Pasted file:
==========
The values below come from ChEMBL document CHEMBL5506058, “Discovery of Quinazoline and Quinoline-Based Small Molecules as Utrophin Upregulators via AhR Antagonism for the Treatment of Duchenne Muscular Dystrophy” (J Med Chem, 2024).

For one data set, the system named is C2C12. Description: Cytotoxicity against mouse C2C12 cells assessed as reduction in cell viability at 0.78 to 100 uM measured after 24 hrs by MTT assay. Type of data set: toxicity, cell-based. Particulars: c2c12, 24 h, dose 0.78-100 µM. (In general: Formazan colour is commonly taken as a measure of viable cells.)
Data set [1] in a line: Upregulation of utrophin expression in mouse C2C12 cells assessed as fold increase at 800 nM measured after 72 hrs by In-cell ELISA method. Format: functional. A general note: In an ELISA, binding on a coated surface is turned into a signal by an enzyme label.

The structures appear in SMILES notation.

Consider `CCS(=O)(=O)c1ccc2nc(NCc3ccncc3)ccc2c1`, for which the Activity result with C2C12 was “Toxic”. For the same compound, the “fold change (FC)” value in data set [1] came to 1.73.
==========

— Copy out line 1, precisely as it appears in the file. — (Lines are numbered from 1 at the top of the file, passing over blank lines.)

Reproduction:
The values below come from ChEMBL document CHEMBL5506058, “Discovery of Quinazoline and Quinoline-Based Small Molecules as Utrophin Upregulators via AhR Antagonism for the Treatment of Duchenne Muscular Dystrophy” (J Med Chem, 2024).